What to Do When Sites You Trust Suffer Redirect Attacks

September 2017 was a very gray month indeed for people who are concerned about their security and the privacy of their data. For starters, Equifax – a major credit reporting agency in the U.S. – was hacked, leaking the personally identifiable information of 143 million people. Then there was the data leak from Amazon S3 servers. And now, the Equifax website for customers looking to mitigate problems with their credits report has (again) been hacked, redirecting people to malware. What should people do when they suffer redirect attacks?

What’s a Redirect Attack?


Before we dive into how redirect attacks work, we need to talk about a little bit of history:

After the breach of Equifax, an organization that is trusted by various financial institutions to provide the credit reports of millions of people around the world, the company made efforts to try and remedy the situation

Despite all of this, its website still had vulnerabilities that hackers took full advantage of in the wake of the recent compromise. This led to Equifax’s website unintentionally redirecting people to a fake Flash update download that would install adware on their computers. The malware itself is not extraordinarily damaging since it merely displays advertisements on Internet Explorer. But in any other situation, things could get a lot worse.

A redirect attack happens when a hacker compromises a website to the point that its visitors are directed to a fake page when they click a link. To give you a proper scenario, imagine that hackers manage to hijack Facebook’s homepage so that every time you click on an advertisement, it takes you to an affiliate site that pays them every time they get a visit. That’s a more harmless example than the typical scenario, but it summarizes redirect attacks succinctly. You click a link you trust to take you somewhere, and it swings you somewhere else.

How Hackers Execute Redirect Attacks

The simplest way to redirect someone to another website is to take advantage of vulnerabilities of a website’s database. Sometimes a well-executed SQL injection allows the hacker to slip some malicious code into a website’s output.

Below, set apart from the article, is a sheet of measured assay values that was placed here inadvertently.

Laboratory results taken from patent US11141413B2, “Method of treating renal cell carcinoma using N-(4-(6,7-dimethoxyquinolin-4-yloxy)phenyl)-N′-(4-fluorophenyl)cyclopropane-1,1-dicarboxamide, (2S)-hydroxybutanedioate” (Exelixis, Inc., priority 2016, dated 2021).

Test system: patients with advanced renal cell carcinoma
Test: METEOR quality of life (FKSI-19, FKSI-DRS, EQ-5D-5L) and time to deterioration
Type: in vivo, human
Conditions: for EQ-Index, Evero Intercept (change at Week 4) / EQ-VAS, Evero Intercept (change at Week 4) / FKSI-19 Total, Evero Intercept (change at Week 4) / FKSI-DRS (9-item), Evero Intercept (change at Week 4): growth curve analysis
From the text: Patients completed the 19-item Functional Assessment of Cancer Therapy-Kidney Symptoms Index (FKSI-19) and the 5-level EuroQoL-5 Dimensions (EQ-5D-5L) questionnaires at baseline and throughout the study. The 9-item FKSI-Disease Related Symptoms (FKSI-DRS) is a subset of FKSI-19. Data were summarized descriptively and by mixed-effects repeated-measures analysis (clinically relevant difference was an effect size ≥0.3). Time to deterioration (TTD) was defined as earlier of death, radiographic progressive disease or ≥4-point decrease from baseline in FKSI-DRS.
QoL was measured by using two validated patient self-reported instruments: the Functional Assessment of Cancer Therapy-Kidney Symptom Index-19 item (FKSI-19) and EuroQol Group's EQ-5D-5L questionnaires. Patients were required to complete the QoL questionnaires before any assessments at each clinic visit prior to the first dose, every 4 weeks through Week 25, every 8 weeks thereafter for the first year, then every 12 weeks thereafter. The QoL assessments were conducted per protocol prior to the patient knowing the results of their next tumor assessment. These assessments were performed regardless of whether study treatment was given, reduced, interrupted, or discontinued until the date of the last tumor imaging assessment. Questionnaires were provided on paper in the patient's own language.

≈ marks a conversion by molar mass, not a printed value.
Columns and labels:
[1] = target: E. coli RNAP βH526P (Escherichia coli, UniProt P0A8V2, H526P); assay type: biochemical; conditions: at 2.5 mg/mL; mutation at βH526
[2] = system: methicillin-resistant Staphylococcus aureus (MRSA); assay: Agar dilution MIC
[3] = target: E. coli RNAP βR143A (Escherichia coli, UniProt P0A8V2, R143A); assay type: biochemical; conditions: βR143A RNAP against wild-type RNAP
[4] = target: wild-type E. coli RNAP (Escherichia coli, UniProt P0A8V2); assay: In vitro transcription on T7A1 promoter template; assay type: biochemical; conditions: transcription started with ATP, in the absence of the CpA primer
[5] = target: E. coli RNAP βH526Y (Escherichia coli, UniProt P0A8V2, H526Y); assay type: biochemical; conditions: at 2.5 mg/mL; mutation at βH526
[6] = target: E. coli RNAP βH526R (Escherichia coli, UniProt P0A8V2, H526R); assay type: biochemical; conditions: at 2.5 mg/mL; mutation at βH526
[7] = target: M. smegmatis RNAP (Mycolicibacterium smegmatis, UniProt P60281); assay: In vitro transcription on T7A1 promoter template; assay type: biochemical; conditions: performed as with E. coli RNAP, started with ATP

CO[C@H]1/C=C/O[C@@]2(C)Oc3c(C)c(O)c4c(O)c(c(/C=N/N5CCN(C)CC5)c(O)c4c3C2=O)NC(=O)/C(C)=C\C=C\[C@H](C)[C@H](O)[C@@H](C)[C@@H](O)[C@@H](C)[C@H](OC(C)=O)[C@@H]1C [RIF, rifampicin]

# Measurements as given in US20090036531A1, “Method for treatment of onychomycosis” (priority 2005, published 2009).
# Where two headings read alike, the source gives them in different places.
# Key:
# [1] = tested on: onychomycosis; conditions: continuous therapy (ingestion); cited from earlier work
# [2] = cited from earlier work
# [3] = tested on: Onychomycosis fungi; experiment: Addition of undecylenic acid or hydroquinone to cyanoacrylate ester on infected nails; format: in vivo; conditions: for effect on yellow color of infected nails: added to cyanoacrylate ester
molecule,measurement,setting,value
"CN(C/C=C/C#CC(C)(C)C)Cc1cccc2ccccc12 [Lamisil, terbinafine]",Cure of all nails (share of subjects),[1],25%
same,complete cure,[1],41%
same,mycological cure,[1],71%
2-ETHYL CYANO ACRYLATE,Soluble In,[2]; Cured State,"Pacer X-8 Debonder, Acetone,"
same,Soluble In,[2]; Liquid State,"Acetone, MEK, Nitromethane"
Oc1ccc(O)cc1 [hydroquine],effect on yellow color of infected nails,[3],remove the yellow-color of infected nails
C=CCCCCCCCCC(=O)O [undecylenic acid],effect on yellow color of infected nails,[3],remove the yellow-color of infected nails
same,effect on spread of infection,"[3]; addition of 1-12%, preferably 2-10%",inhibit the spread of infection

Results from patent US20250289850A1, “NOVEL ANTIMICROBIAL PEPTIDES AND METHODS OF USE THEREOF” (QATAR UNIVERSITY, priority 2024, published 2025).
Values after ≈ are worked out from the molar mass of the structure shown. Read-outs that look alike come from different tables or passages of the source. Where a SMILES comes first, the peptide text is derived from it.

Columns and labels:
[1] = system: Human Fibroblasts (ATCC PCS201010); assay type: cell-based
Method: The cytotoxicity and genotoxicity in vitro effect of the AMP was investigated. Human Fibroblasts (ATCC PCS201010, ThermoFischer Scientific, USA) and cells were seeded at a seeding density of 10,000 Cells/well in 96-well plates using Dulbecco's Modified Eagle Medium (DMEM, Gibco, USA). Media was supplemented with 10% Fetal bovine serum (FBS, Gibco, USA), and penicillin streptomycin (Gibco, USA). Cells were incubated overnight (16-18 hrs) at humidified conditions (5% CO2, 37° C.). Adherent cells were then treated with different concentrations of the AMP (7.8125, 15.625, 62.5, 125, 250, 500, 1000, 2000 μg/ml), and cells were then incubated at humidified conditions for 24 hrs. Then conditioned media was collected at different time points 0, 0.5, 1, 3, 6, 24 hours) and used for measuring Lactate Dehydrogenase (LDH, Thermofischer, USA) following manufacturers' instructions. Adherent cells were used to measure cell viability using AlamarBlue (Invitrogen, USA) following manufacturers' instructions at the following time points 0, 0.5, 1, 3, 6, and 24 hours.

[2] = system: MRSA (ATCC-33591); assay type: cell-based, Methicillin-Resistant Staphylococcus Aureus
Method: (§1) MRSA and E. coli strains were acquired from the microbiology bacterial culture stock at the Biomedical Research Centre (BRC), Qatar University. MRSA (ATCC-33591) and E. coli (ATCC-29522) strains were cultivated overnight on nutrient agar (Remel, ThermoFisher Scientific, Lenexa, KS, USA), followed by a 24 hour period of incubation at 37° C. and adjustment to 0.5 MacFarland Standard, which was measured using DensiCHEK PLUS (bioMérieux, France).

This isn’t always possible, which leads more clever hackers to find vulnerabilities in the software that runs the website or its content management system (CMS). Sometimes a vulnerability like Apache Struts CVE-2017-5638 that allows people to execute arbitrary code will occur.

What You Can Do To Prevent Becoming A Victim


It’s easy to feel helpless when trusted organizations suffer attacks that are easily preventable and do not take sufficient measures to remedy the situation. But there are a couple of things you can make a note of when you’re browsing the web to prevent yourself from falling victim to redirect attacks.

For starters, you should never open “software updates” or any other kind of executable file from websites that don’t usually hand them out. While you can expect to get a ZIP file with an EXE in it or just a plain EXE from a website like Softpedia – which many people use to download programs and utilities – you should never expect an EXE to come from an email attachment, a social media site, or from a credit reporting agency.

If you’re unsure of an EXE that you have received and expected, upload it to a trusted online virus checking utility like VirusTotal or Metadefender.

No matter how scary redirect attacks are, it’s helpful to keep in mind that they will often push you to a different domain name than the organization’s official one. Make a habit of keeping an eye on your address bar as you browse the Web. At some point it will become second nature, and you’ll notice any suspicious changes quickly.

Do you have any other tips that can help people arm themselves against redirect attacks similar to the one Equifax suffered? Let us know your ideas in a comment!

Miguel Leiva-Gomez
Miguel Leiva-Gomez

Miguel has been a business growth and technology expert for more than a decade and has written software for even longer. From his little castle in Romania, he presents cold and analytical perspectives to things that affect the tech world.

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